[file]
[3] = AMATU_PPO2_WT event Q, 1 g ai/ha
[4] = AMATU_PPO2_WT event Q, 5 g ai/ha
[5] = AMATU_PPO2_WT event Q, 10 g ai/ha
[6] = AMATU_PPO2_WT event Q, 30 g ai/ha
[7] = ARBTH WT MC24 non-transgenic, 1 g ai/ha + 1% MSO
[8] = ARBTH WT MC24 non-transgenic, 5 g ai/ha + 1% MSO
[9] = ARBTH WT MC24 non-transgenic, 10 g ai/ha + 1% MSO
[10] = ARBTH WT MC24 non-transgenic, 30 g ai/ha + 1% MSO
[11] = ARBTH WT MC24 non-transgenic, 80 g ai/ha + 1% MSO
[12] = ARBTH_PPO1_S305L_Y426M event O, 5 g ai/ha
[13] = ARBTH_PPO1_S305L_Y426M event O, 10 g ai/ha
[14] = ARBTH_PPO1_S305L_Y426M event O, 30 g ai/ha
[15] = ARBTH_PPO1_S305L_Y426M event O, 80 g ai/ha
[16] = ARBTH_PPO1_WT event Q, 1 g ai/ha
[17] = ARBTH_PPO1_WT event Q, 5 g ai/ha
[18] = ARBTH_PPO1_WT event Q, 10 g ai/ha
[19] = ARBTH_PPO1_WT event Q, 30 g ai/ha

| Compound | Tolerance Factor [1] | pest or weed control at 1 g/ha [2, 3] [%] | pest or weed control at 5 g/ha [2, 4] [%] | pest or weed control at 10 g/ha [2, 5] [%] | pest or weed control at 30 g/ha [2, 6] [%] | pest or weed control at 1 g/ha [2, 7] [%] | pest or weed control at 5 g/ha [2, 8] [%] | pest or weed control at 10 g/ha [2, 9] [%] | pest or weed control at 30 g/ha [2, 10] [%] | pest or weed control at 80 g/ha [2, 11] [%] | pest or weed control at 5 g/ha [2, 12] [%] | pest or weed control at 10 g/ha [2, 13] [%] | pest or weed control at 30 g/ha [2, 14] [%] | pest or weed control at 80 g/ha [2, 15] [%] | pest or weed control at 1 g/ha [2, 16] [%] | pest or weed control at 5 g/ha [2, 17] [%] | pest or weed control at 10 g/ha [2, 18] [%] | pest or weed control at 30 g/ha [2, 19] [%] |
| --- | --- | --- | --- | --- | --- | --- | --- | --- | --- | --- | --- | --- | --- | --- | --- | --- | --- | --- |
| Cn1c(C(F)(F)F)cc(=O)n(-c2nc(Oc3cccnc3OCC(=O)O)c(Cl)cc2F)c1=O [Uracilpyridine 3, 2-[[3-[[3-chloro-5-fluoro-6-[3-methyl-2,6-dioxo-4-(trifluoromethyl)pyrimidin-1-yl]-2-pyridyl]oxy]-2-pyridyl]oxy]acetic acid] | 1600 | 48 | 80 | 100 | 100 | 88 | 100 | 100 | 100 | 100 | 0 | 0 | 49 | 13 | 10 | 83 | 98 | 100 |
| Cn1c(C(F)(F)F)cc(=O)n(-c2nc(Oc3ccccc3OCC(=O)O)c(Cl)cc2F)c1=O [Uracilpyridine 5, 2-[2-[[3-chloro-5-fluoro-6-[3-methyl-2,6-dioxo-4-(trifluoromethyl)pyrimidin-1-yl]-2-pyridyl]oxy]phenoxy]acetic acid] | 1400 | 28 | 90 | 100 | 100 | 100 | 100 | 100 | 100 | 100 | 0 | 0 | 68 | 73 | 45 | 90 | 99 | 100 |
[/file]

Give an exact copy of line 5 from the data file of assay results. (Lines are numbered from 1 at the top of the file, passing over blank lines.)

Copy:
[7] = ARBTH WT MC24 non-transgenic, 1 g ai/ha + 1% MSO